News Corp.: Reports Murdoch eyeing Chicago Tribune, LA Times ‘wholly inaccurate’
by KARA SPAK Staff Reporter firstname.lastname@example.org October 20, 2012 12:12AM
FILE - In this Oct. 14, 2011 file photo, News Corp. CEO Rupert Murdoch delivers a keynote address at the National Summit on Education Reform in San Francisco. If the phone hacking scandal gripping Rupert Murdoch's News Corp. empire has a familiar ring, it might be because you've heard the story before. Scrappy outsider turns modest newspaper business into international media conglomerate. Ambition turns to hubris. Mogul dramatically falls from grace. (AP Photo/Noah Berger, File)
Updated: October 20, 2012 8:07PM
Rupert Murdoch’s media empire News Corp. on Saturday shot down reports as “wholly inaccurate” that the company was in talks to possibly acquire the Los Angeles Times and Chicago Tribune as the newspapers’ parent company exits from bankruptcy, Reuters reported.
On Friday, the Los Angeles Times reported that Murdoch’s News Corp. executives were in “preliminary talks” with Tribune Co.’s debt holders, who are expected to become majority owners when the company emerges from bankruptcy.
Murdoch is the chairman and the chief executive of News Corp., the parent company of media properties such as the New York Post, Fox News, the Wall Street Journal and the Times of London.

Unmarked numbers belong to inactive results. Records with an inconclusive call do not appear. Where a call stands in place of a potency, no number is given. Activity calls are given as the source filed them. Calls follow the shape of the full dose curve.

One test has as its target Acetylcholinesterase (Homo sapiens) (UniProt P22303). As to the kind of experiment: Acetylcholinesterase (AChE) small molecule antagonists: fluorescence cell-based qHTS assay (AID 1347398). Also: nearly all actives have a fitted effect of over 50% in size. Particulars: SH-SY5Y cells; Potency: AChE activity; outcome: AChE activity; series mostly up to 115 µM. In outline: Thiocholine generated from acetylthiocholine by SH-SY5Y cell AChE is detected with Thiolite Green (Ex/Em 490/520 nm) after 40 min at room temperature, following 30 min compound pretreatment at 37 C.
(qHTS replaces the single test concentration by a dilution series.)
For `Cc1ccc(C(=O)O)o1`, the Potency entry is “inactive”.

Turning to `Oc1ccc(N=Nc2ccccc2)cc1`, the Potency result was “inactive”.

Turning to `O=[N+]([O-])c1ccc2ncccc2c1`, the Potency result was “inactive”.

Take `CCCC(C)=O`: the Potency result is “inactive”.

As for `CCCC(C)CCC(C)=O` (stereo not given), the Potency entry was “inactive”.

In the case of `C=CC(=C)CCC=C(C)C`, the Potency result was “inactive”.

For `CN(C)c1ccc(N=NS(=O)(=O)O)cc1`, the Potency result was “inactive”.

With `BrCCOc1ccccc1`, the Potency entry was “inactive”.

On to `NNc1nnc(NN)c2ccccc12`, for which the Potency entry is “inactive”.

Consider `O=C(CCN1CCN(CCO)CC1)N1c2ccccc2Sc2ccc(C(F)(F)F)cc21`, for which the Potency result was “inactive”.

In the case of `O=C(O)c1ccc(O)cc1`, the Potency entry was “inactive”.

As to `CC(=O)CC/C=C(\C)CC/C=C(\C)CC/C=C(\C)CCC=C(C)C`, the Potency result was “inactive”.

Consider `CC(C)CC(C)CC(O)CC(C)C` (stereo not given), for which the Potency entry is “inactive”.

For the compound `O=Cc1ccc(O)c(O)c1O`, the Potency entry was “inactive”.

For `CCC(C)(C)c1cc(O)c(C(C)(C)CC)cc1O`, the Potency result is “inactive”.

The Wall Street Journal also reported this week that Murdoch is eyeing the acquisition of the Los Angeles Times.
News Corp. is in the process of spinning off its newspapers into a separate company in an attempt to separate its financially lagging and scandal-scarred newspaper properties from its more lucrative entertainment and cable news holdings.
The spin-off likely would give the debt-free new company enough cash to buy the Tribune Co. papers, said Ken Doctor, a news industry analyst and author of “Newsonomics.”
“The unintended consequence, which I think is fascinating in terms of Murdoch, is once the newspaper company is separate and he still controls it he is in a sense more free to pursue newspapers as sport,” Doctor said. “This allows him to buy or bid on properties like the L.A. Times and the Chicago Tribune.”
Doctor said he anticipates the Tribune Co. papers will come on the market before News Corp. separates its newspaper assets, but said Murdoch could still go for the Tribune-owned papers.
“He is in control of the company,” Doctor said. “He could say, yes, I’m doing this and this is going to be assets with the new company and those guys over there who have entertainment shares don’t have to worry about that.”
Also complicating any possible transaction between News Corp. and the Tribune Co. are Federal Communications Commission rules prohibiting owners from owning a newspaper and television station in the same market. News Corp. runs two stations in both Los Angeles and Chicago.
A Tribune Co. spokesman declined to comment, though a Los Angeles Times spokeswoman on Saturday told Reuters the paper stood by its reporting.
Other potential suitors interested in acquiring the Los Angeles Times are Austin Beutner, an ex-deputy mayor of Los Angeles and a former venture capitalist; Aaron Kushner, who arranged the $400 million purchase of the Orange County Register and six other papers; and Doug Manchester, who bought the Union Tribune for $110 million.
Murdoch owned the Chicago Sun-Times from 1984 to 1986.
Contributing: Brian Slodysko